Clinical relevance of radiographic linear branching mineral opacities in the canine liver.

05 Feb 2018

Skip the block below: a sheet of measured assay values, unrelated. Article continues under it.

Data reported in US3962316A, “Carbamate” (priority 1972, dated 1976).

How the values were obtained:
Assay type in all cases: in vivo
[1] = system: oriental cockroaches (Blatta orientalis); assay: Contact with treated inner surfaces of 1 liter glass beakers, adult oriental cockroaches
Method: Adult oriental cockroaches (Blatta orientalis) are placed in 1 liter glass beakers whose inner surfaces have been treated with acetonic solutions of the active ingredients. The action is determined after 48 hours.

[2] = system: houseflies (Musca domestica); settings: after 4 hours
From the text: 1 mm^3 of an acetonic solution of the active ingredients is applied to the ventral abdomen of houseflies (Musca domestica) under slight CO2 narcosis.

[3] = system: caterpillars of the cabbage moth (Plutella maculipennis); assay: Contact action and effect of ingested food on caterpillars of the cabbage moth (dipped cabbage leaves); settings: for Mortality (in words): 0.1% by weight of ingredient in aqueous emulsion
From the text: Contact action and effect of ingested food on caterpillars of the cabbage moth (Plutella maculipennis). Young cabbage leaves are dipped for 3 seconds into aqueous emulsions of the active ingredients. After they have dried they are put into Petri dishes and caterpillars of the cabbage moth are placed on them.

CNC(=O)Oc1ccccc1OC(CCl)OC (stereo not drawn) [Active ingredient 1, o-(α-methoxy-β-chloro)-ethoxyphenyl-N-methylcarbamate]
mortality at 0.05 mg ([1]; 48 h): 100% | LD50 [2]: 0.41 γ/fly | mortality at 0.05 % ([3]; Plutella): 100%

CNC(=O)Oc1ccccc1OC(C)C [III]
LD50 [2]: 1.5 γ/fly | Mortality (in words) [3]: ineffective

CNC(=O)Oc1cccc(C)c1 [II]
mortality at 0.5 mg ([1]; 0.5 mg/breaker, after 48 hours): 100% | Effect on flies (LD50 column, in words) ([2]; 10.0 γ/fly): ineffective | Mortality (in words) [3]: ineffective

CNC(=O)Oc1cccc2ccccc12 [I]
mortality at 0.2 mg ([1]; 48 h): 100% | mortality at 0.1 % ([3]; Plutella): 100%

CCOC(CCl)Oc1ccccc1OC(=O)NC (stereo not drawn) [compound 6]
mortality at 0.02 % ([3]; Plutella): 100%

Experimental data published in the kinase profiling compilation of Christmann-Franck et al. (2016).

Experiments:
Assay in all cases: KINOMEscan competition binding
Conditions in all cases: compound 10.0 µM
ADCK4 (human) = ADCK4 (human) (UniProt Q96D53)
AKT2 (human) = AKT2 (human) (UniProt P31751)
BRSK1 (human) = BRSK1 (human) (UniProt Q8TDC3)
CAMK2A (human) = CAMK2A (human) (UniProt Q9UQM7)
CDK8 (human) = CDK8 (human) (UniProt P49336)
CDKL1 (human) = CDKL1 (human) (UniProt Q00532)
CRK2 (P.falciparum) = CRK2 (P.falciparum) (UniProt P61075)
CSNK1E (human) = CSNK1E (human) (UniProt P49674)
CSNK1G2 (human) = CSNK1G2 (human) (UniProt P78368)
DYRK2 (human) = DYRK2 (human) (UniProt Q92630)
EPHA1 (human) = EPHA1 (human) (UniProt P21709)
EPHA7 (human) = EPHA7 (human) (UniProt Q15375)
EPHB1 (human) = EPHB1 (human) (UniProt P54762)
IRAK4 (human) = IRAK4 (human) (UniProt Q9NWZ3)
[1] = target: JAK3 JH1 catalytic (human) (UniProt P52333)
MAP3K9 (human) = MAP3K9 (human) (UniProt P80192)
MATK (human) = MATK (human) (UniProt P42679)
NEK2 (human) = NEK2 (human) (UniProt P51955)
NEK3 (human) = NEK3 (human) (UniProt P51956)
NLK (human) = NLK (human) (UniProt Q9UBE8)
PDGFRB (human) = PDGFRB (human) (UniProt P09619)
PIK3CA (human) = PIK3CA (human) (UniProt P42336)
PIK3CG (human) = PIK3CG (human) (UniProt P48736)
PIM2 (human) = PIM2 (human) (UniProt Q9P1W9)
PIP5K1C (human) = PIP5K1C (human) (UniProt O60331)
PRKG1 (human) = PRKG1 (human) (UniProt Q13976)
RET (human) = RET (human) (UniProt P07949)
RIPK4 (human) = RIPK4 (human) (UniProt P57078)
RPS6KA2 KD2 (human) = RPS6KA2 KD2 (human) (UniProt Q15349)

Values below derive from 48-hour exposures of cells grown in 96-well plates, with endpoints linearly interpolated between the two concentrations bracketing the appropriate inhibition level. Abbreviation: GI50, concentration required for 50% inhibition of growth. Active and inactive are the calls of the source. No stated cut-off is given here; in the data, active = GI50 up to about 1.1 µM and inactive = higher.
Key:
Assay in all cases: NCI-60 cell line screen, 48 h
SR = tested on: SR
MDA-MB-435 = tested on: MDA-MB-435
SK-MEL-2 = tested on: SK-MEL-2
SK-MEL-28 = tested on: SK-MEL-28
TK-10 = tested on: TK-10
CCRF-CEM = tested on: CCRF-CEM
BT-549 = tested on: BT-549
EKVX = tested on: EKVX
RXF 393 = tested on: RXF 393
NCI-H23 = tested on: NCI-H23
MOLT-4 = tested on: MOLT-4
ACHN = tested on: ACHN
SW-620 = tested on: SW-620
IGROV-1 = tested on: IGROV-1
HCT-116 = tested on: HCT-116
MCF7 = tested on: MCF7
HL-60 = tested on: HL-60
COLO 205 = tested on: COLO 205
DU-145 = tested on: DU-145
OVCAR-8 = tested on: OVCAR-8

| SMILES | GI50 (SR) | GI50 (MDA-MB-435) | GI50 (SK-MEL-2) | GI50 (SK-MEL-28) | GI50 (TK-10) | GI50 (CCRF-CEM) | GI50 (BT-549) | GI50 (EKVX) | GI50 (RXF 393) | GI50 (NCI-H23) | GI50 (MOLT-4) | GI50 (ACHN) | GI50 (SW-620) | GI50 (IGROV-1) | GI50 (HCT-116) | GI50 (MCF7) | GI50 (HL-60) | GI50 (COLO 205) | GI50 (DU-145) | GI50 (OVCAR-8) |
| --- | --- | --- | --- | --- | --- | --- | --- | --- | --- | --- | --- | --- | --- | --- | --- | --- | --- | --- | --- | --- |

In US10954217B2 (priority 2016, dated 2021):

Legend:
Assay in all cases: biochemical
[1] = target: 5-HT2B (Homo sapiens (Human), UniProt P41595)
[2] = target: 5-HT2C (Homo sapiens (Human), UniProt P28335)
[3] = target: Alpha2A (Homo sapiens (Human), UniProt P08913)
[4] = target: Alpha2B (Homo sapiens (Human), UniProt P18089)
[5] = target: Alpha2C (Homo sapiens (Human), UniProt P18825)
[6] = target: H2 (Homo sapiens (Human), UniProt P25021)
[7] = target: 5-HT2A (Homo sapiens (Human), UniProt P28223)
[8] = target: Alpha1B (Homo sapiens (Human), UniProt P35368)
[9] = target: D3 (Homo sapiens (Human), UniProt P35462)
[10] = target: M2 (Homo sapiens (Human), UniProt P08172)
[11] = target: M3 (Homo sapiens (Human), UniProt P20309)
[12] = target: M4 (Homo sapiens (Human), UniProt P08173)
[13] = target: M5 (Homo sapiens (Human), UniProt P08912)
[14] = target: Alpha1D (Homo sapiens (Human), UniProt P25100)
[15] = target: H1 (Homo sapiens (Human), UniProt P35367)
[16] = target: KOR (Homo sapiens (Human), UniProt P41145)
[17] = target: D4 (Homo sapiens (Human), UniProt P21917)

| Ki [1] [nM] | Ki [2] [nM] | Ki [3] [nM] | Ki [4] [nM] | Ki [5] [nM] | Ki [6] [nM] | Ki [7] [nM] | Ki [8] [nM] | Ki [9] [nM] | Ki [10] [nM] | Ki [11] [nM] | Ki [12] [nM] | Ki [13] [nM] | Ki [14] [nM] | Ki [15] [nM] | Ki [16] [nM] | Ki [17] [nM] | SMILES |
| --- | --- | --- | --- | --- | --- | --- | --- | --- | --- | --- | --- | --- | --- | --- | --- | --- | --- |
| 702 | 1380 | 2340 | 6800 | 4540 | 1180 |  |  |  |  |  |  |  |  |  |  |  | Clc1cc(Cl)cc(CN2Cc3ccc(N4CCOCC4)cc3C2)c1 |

OBJECTIVES: To assess the prevalence, clinical significance and breed distribution of linear branching mineralisation superimposed on the hepatic radiographic silhouette in dogs. MATERIALS AND METHODS: Retrospective review of radiographs or ultrasound images of dogs showing branching mineralisation in the liver. RESULTS: Over the 30-year review period, 17 cases were identified and the mineralisation had a predominantly ventral distribution. Seven of the 17 were cavalier King Charles spaniels, and four of the total 17 dogs were diagnosed with hepatobiliary system disease. Five dogs had repeat radiographs, of which four showed no change in the pattern and one developed the pattern 6 years after being diagnosed with cholangiohepatitis. Serum calcium concentrations were normal in all patients. Liver enzymes were markedly elevated only in the dog diagnosed with cholangiohepatitis. Histology performed on three patients showed no convincing evidence of primary liver disease. CLINICAL SIGNIFICANCE: Branching mineralisation in the liver parenchyma is a rare finding in dogs with little or no clinical significance and cavalier King Charles spaniels may be predisposed. Biopsy of the liver of affected dogs with no clinical or clinicopathological evidence of liver disease is unlikely to be helpful in these cases.